What To Expect

Before, During and After

Pre-Operative Visit
An initial pre-operative visit is necessary to thoroughly examine your skin cancer, answer your questions, review your medical history, and determine the most beneficial and effective treatment plan. When patients are referred to us, a biopsy of the lesion has usually been performed, and the pathology report stating the exact type of skin cancer is available. If a biopsy has not been performed, it may be done at this visit.

Please bring a list of your doctors with their addresses and phone numbers to your pre-operative visit, so we may keep them informed of your treatment and progress. Additionally, please bring a list of your current medications, including any over-the-counter medications, vitamins, and herbal supplements.

We suggest that you arrange to have a companion drive you home the day of your surgery. We find it helpful if this person accompanies you the day of the pre-operative visit.

Prior to Mohs Surgery
You may continue to take your usual medications, unless otherwise instructed. It is advised that you discontinue any alcoholic beverages for 7 days prior to surgery, as alcohol may increase bleeding during and after your procedure. Additionally, it is recommended that you decrease or stop any tobacco products 7 days prior to surgery, as these products impede the wound healing process and may result in a less than optimal cosmetic result.

Please notify our office with any changes to your health or medication regimen that may have occurred since your initial visit with Dr. Martinelli or Dr. Russell.

The Day of Mohs Surgery
The best preparation for surgery is to be well rested and eat a good breakfast the morning of surgery. If you take regularly scheduled medication in the morning, please take it prior to your visit, unless otherwise instructed.

Surgery is usually scheduled early in the day, and you can expect to be here most of the morning, and occasionally, most of the day. We would like the time you spend with us to be as pleasant as possible, so you may want to bring a magazine, book, and/or snack, and we suggest you wear comfortable loose-fitting clothes. Beverages, reading materials, and Wi-Fi access are available in the office.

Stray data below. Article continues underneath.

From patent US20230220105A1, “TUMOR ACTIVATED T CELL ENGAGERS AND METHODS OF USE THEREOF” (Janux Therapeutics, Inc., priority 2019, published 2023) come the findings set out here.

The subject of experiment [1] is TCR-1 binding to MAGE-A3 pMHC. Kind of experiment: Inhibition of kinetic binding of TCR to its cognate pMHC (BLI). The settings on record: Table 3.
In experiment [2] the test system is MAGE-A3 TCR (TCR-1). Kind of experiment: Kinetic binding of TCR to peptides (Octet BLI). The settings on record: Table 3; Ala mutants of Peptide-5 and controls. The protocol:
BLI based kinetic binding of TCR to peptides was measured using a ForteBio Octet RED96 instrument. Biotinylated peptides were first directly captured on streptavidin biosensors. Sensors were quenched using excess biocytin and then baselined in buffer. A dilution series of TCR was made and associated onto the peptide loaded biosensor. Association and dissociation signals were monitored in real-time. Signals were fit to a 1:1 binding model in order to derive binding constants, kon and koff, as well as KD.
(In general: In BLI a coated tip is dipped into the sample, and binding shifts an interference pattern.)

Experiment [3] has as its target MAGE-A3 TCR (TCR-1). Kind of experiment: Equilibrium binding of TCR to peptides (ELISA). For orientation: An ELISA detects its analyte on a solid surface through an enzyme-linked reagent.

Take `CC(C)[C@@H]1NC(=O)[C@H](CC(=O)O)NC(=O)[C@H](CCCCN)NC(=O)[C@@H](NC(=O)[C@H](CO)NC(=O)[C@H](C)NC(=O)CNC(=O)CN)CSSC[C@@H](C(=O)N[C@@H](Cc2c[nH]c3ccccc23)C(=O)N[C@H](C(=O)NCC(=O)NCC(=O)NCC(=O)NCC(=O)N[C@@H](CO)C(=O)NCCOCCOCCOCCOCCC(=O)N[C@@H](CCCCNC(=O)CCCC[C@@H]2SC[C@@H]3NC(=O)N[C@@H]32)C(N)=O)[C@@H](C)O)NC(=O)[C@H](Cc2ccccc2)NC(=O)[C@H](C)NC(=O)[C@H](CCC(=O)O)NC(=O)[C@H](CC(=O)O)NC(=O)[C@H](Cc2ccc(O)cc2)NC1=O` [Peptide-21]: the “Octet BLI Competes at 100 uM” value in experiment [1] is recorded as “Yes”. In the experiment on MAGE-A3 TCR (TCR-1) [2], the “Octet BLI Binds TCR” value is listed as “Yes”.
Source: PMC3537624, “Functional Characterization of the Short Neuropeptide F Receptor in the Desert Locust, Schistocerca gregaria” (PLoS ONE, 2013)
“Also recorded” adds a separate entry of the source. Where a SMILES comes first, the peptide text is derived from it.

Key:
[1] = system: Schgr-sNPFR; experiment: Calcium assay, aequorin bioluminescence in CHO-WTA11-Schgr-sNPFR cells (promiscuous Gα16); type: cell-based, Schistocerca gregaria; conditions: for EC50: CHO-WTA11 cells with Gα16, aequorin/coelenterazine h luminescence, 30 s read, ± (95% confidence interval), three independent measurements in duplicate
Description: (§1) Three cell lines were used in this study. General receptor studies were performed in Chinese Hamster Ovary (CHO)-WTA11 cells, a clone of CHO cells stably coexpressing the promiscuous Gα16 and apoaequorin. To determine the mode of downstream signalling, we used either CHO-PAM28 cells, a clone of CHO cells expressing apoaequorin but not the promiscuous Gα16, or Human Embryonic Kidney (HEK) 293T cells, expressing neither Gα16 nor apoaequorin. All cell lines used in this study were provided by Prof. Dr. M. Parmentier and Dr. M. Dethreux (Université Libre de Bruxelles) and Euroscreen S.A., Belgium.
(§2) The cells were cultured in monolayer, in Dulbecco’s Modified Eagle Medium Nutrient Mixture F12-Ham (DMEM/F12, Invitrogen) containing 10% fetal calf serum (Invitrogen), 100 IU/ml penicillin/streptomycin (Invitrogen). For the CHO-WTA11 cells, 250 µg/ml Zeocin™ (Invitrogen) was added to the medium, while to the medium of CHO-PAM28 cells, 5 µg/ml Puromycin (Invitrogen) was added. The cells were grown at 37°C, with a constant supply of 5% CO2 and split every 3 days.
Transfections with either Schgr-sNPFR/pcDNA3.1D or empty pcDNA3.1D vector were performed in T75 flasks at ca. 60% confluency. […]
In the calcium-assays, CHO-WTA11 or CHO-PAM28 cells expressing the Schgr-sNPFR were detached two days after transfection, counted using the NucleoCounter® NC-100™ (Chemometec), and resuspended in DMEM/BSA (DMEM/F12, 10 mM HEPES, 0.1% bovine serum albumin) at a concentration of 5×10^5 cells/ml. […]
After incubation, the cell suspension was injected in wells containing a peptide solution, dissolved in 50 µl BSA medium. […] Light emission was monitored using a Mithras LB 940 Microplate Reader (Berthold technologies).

The actual Mohs process includes a specific sequence of surgery and pathological inspection. It is performed in our outpatient surgical center utilizing local anesthesia and sterile technique. Although you are awake for the entire procedure, discomfort is minimal and usually no greater than that experienced at the time of your biopsy. After the area is completely numb, the procedure is as follows:

  • The obvious tumor is removed by scraping (curettage).
  • A thin layer of additional tissue is then taken around and under this area.
  • A temporary bandage is then placed over the wound.
  • The removed tissue is taken to our lab, cut into sections, stained, and marked on a detailed diagram (Mohs map), which is used as a guide in order to map out the precise location of any remaining cancer cells.
  • The tissue is then frozen in a cryostat, and the histotechnician cuts thin slices from the undersurface and edges of the specimen and places them on a glass slide for microscopic examination. This is the most time-consuming portion of the procedure, often requiring one hour or more to complete. You may spend this time in the comfort of our waiting room with the person who accompanied you.
  • Dr. Martinelli and Dr. Russell then carefully examine the tissue under the microscope for their patients, assessing 100% of the entire peripheral and deep surgical margins.
  • If any residual cancer is found, it is carefully marked on the Mohs map and an additional thin layer of tissue is removed from the involved area only. This tissue undergoes the same processing and evaluation as described above.
  • When microscopic examination reveals that there is no remaining cancer in the surgical site, the surgical wound is then ready for repair (reconstruction).

The most aesthetically pleasing type of repair will be determined based on the size, depth, and anatomic location of the resulting wound. Some reconstructive options include:

  • Natural healing (granulation) - for small wounds and/or wounds in certain locations;
  • Stitches (primary side-to-side closure);
  • Skin graft - movement of healthy skin from another location to cover the wound;
  • Skin flap - movement of nearby adjacent skin to cover the wound; or
  • Reconstruction by another physician, who specializes in complicated surgical repairs.

Dr. Martinelli and Dr. Russell contact all of their patients on the evening of their surgery and provide them with their personal mobile phone numbers to ensure 24-hour direct access.

It is important to remember that it may take up to one year after surgery for a scar to look its best. You will return to our office for follow-up appointments during your early post-operative period to ensure that you are healing appropriately. After that time, you will be followed by your referring physician for continued surveillance and skin care.